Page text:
We’re headed out for Arizona in a few days, and I need to pack some tunes for the trip. We’ll be driving nearly 5,000 miles roundtrip, almost 80 hours in the car, so I’ll need a lot of music, audiobooks, and podcasts. I suppose music is like clothes for some people. I like to pack a lot because I never know what I’m going to be in the mood for. Whereas some want their entire wardrobe available on vacation, I always want my entire music collection.
In one of my first cars I installed a tape deck, though I didn’t own any cassettes. In-dash CD players were rather pricey back then. So I dubbed most of my CDs down to tapes. For my young readers, this wasn’t as simple as just burning a disc. You had to plan out the tracks, so they’d fit on a cassette, adding up the length of each song then dividing by 60. Complicated math, really. It wasn’t easy to listen to your favorite music back in my day, you little whippersnappers. And it wasn’t easy to steal it either.
Cassettes were fat and would easily melt inside a car being roasted by the Arizona sun. So we tried to protect our tapes in huge canvas boxes. It was like having three pizza boxes in your car. Scanning the rows of tapes while driving then was no less dangerous than texting now—or eating or applying makeup. Or applying makeup while eating and texting, while driving.
In my next car I installed a CD player. But then I had to carry along a huge album of CDs. And there was no effective way of hiding that thing in the car. There wasn’t song tagging back then either. Unless you knew the track number, you had to skip through to find your favorite songs.
The New Is Now the Classic
About seven years ago I bought my first iPod, a white 30GB beast. I could fit just about all my music on it back then, rendering my collection much more portable and less prone to melting—though I never left it in the car when it was 115 out.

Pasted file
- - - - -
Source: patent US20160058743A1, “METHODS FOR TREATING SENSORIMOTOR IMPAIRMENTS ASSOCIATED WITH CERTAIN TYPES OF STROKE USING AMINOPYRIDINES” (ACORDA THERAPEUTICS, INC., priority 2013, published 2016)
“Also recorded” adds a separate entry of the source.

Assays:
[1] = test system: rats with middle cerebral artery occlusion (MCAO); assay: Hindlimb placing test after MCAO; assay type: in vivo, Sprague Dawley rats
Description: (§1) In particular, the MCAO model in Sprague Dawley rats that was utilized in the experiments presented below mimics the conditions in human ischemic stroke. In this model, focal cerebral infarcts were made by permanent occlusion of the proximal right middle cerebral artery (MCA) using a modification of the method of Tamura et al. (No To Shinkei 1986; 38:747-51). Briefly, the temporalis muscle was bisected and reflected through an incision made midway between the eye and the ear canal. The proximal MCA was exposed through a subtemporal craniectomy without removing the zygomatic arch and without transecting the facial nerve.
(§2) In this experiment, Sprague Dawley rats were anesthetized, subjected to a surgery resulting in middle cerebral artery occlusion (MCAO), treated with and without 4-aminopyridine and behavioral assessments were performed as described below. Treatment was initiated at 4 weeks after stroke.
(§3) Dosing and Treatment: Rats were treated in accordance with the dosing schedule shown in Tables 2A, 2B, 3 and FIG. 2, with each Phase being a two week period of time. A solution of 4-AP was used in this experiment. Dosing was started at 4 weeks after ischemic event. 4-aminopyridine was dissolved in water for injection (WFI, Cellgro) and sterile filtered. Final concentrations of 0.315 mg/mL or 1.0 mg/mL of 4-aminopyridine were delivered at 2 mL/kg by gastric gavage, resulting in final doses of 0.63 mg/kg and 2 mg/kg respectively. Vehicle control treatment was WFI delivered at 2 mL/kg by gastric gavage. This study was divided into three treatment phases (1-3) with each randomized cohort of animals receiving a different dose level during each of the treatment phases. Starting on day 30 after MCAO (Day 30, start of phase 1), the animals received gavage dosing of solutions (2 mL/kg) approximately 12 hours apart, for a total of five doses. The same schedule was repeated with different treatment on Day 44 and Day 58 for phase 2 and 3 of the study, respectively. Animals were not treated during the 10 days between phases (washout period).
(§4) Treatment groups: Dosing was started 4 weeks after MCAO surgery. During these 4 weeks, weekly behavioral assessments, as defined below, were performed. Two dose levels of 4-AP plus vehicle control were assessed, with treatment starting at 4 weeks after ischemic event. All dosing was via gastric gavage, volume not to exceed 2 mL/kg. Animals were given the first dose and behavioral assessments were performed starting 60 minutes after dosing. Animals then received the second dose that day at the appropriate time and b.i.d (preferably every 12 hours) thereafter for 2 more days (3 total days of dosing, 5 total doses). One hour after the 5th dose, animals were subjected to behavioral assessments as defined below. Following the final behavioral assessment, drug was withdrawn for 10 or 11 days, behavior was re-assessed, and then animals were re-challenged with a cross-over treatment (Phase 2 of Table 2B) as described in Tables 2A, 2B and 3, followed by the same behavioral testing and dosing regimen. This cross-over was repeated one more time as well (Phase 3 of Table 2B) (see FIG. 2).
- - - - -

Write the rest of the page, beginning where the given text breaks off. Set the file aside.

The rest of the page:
I actually have a larger iPod now—a black one, the Classic, it’s called, with video. At 160 GB, I can have just about all my music with me and, most importantly, my entire Seinfeld collection. But these days I rarely bring it along. Instead, I always have my iPhone with me, but at 8 GB, I can’t get much music on it.
Which is why I’m highly anticipating iCloud coming this fall. Soon I’ll be able to upload my music to Apple’s servers and stream it from anywhere with my iPhone. It’ll be like not having to pack clothes for vacation. Just open up your suitcase and there’s your entire closet. I already use cloud services for work and play. So I live and die by my internet connection.
I’ve also been using Rhapsody for several years. Different than Pandora, which is basically a streaming radio service that allows you to finetune your stations, Rhapsody is like iTunes, except you don’t have to purchase the music. I pay $14.99 a month to stream or download music to my computer. Even better, with the iPhone app, I can stream or download tracks wherever I’m at. Last night, for instance, I was listening again to Alison Krauss’s new album, which I reviewed. What’s more, Cindy can use my username on her iPod Touch, as well as on the computer here at home. And my library is synced across all these devices.
Along with the eBooks I’m taking on vacation—I’ll post tomorrow what’s in my summer book bag—I’m packing lighter these days.